23. 23.0 23.1 23.2 23.3 23.4 23.5 Legends: Nadia Comăneci International Gymnast magazine
  24. "Within the International Federations" (PDF). Olympic Review. 1980. Archived from the original (PDF) on August 8, 2010. Retrieved June 13, 2013. Unknown parameter |deadurl= ignored (help)<templatestyles src="Module:Citation/CS1/styles.css"></templatestyles>
  25. "Nadia Comăneci: The Perfect 10" International Olympic Committee (IOC) website
  26. List of winners, BBC Sports Personality of the Year (Overseas) BBC press office
  27. Associated Press Athletes of the Year MSN Encarta. Archived 2009-11-01.
  28. "Decretul nr. 250/1976 privind conferirea de distinctii ale Republicii Socialiste Romania unor sportivi, antrenori si activisti din domeniul educatiei fizice si sportului" (in Romanian). Retrieved April 6, 2014.CS1 maint: unrecognized language (link)<templatestyles src="Module:Citation/CS1/styles.css"></templatestyles>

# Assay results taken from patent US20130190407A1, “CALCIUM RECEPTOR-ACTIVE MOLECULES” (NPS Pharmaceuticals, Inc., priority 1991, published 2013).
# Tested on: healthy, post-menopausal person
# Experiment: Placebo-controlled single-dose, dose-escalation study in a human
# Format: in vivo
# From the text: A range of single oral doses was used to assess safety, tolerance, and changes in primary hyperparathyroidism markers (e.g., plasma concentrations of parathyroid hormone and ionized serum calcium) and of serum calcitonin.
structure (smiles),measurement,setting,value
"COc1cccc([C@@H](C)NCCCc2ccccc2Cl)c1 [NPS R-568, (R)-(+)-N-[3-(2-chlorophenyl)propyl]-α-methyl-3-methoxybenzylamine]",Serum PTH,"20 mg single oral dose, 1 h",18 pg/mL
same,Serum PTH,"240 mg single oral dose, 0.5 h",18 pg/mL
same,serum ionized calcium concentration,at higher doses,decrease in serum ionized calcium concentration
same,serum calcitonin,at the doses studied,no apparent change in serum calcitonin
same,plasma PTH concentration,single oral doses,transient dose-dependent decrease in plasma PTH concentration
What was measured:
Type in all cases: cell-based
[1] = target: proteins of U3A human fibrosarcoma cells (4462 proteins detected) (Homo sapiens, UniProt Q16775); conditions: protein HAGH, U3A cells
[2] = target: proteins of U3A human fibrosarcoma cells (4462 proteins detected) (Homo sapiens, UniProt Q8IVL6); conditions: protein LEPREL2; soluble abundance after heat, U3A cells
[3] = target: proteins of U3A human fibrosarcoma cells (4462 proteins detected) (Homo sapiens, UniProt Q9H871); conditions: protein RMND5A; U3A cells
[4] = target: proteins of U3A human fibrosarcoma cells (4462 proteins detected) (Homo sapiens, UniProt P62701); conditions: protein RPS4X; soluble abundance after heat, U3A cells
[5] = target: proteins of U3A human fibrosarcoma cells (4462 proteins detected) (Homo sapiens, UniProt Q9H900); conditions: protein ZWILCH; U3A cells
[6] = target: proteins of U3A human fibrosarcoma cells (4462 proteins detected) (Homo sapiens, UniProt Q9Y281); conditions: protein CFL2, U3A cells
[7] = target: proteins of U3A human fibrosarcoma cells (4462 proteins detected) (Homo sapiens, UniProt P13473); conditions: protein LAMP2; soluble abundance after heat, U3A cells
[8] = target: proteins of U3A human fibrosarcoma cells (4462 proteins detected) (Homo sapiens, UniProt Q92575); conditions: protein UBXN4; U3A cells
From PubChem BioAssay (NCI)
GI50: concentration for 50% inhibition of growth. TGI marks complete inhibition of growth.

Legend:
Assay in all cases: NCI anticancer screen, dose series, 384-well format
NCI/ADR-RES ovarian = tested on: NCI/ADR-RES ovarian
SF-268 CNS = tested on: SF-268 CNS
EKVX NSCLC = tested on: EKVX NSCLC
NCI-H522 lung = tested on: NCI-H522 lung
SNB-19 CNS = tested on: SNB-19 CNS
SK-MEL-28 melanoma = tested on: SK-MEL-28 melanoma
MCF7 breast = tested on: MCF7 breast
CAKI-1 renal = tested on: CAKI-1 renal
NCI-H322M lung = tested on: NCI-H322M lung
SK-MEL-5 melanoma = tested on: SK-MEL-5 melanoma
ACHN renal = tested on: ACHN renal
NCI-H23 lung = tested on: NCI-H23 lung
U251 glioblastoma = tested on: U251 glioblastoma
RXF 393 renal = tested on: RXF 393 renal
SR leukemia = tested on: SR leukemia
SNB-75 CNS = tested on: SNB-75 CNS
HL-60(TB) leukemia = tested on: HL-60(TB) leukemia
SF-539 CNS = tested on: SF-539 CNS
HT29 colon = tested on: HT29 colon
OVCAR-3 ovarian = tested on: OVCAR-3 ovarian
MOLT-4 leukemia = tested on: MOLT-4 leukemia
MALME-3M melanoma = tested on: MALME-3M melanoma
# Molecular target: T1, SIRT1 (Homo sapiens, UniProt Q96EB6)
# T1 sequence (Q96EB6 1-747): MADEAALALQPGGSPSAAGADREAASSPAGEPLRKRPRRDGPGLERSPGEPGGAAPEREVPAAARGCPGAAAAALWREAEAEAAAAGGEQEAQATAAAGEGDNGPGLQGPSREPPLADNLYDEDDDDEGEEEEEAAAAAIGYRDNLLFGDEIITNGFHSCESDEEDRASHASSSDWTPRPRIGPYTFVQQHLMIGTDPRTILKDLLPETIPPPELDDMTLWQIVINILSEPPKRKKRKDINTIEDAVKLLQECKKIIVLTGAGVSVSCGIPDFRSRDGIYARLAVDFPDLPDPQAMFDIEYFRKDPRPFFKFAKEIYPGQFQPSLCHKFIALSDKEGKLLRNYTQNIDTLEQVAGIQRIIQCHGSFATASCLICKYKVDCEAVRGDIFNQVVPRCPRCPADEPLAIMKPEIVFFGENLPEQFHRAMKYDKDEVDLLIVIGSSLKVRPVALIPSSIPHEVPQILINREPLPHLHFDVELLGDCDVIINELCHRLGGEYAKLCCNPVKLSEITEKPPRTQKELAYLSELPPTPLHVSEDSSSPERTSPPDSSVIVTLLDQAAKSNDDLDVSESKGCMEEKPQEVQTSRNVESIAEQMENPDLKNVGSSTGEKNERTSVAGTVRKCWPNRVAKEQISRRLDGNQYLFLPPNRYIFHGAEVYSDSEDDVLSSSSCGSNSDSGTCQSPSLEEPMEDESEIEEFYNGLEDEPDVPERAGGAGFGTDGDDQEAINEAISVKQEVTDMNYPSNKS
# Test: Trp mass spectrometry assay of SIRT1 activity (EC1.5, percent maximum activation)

29. Letters to a Young Gymnast. Comăneci, Nadia. 2004, Basic Books. ISBN 0-465-01276-0 pg. 61–62
  30. Letters to a Young Gymnast. Comăneci, Nadia. 2004, Basic Books. ISBN 0-465-01276-0 pg. 64–68
  31. Letters to a Young Gymnast. Comăneci, Nadia. 2004, Basic Books. ISBN 0-465-01276-0 pg. 68–72
  32. "Nadia." The Epistle, (All Saints Episcopal Hospital), January 1980
  33. Letters to a Young Gymnast. Comăneci, Nadia. 2004, Basic Books. ISBN 0-465-01276-0 pg. 87–91
  34. Little Girls in Pretty Boxes. Ryan, Joan. 1995, Doubleday. ISBN 0-385-47790-2
  35. "Miss Comăneci, 19, Makes Fresh Start". Ira Berkow, New York Times, March 6, 1981
  36. Little Girls in Pretty Boxes. Ryan, Joan. 1995, Doubleday. ISBN 0-385-47790-2 pg. 201
  37. Letters to a Young Gymnast. Comăneci, Nadia. 2004, Basic Books. ISBN 0-465-01276-0 pg. 121
  38. Letters to a Young Gymnast. Comăneci, Nadia. 2004, Basic Books. ISBN 0-465-01276-0 pg. 137–148
  39. 39.0 39.1 Schneider, Karen S. (November 26, 1990). "After Escaping Her Romanian Svengali, Nadia Comăneci Tries to Get Her Life Back on the Beam". People. 34 (21). Retrieved July 19, 2011.<templatestyles src="Module:Citation/CS1/styles.css"></templatestyles>
  40. "Nadia Tumbles over Wedding" Cincinnati Post, April 6, 1996